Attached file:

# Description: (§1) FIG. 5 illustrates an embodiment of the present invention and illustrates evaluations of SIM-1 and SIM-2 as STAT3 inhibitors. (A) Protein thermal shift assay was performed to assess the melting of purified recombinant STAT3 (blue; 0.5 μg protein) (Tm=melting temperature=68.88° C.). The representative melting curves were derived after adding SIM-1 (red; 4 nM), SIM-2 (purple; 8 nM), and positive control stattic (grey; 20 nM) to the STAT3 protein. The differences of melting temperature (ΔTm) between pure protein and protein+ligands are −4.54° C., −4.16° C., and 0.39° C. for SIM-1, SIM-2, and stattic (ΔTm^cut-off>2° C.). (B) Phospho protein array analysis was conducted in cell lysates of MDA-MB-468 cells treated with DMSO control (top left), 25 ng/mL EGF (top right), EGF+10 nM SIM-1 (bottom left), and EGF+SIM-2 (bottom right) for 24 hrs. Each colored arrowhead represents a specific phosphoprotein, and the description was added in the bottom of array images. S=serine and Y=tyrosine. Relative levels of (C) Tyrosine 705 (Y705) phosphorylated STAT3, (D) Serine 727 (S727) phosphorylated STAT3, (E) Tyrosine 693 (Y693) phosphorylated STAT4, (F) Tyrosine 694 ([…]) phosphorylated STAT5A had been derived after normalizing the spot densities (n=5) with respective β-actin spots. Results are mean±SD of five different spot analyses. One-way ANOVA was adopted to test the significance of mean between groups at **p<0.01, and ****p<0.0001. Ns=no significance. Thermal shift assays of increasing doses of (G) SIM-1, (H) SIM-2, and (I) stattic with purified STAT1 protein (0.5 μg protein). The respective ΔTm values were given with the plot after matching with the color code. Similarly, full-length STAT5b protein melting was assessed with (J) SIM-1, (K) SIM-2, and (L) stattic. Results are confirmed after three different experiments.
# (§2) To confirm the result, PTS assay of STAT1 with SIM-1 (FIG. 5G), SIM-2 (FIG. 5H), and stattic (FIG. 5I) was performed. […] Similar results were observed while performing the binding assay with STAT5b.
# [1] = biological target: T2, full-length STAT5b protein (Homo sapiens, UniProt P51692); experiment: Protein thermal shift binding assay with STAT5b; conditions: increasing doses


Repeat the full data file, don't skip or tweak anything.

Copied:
# Description: (§1) FIG. 5 illustrates an embodiment of the present invention and illustrates evaluations of SIM-1 and SIM-2 as STAT3 inhibitors. (A) Protein thermal shift assay was performed to assess the melting of purified recombinant STAT3 (blue; 0.5 μg protein) (Tm=melting temperature=68.88° C.). The representative melting curves were derived after adding SIM-1 (red; 4 nM), SIM-2 (purple; 8 nM), and positive control stattic (grey; 20 nM) to the STAT3 protein. The differences of melting temperature (ΔTm) between pure protein and protein+ligands are −4.54° C., −4.16° C., and 0.39° C. for SIM-1, SIM-2, and stattic (ΔTm^cut-off>2° C.). (B) Phospho protein array analysis was conducted in cell lysates of MDA-MB-468 cells treated with DMSO control (top left), 25 ng/mL EGF (top right), EGF+10 nM SIM-1 (bottom left), and EGF+SIM-2 (bottom right) for 24 hrs. Each colored arrowhead represents a specific phosphoprotein, and the description was added in the bottom of array images. S=serine and Y=tyrosine. Relative levels of (C) Tyrosine 705 (Y705) phosphorylated STAT3, (D) Serine 727 (S727) phosphorylated STAT3, (E) Tyrosine 693 (Y693) phosphorylated STAT4, (F) Tyrosine 694 ([…]) phosphorylated STAT5A had been derived after normalizing the spot densities (n=5) with respective β-actin spots. Results are mean±SD of five different spot analyses. One-way ANOVA was adopted to test the significance of mean between groups at **p<0.01, and ****p<0.0001. Ns=no significance. Thermal shift assays of increasing doses of (G) SIM-1, (H) SIM-2, and (I) stattic with purified STAT1 protein (0.5 μg protein). The respective ΔTm values were given with the plot after matching with the color code. Similarly, full-length STAT5b protein melting was assessed with (J) SIM-1, (K) SIM-2, and (L) stattic. Results are confirmed after three different experiments.
# (§2) To confirm the result, PTS assay of STAT1 with SIM-1 (FIG. 5G), SIM-2 (FIG. 5H), and stattic (FIG. 5I) was performed. […] Similar results were observed while performing the binding assay with STAT5b.
# [1] = biological target: T2, full-length STAT5b protein (Homo sapiens, UniProt P51692); experiment: Protein thermal shift binding assay with STAT5b; conditions: increasing doses